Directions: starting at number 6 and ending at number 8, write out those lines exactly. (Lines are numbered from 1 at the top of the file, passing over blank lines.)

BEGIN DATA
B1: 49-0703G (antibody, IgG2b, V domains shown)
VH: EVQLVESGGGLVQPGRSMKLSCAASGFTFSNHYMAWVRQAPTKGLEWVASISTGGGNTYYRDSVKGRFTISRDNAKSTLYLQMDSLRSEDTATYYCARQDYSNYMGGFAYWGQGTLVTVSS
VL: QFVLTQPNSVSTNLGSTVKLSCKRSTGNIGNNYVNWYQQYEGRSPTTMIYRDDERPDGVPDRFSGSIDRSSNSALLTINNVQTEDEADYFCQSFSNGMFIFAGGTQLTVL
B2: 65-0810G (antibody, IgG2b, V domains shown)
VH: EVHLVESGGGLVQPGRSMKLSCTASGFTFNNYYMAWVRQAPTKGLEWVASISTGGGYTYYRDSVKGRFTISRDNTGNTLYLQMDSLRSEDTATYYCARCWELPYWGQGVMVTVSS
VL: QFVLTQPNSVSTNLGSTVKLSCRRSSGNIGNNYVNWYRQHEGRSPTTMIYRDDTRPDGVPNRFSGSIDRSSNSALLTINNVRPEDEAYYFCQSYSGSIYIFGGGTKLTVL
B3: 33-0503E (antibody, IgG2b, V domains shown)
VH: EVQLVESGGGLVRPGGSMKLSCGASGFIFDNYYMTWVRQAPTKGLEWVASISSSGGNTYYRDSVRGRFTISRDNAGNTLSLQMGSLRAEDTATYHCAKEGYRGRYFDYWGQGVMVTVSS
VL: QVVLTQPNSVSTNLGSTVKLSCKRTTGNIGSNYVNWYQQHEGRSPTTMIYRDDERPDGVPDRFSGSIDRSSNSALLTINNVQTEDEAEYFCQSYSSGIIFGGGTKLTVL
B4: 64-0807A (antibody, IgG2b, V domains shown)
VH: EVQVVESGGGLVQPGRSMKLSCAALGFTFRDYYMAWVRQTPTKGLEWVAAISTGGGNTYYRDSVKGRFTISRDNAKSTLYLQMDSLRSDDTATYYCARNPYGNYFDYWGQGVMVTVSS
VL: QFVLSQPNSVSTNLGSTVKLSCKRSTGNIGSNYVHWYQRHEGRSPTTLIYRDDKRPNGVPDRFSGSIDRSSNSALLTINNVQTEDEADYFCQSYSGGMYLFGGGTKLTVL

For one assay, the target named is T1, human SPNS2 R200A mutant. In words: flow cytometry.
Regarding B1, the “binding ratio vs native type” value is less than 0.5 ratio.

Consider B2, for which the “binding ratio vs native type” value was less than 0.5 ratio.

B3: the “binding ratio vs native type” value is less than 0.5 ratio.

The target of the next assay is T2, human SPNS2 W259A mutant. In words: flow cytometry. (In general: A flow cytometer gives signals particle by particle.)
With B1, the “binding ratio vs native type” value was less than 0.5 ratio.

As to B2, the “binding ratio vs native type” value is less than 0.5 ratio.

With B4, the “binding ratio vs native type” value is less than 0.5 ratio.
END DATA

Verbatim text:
VL: QFVLTQPNSVSTNLGSTVKLSCRRSSGNIGNNYVNWYRQHEGRSPTTMIYRDDTRPDGVPNRFSGSIDRSSNSALLTINNVRPEDEAYYFCQSYSGSIYIFGGGTKLTVL
B3: 33-0503E (antibody, IgG2b, V domains shown)
VH: EVQLVESGGGLVRPGGSMKLSCGASGFIFDNYYMTWVRQAPTKGLEWVASISSSGGNTYYRDSVRGRFTISRDNAGNTLSLQMGSLRAEDTATYHCAKEGYRGRYFDYWGQGVMVTVSS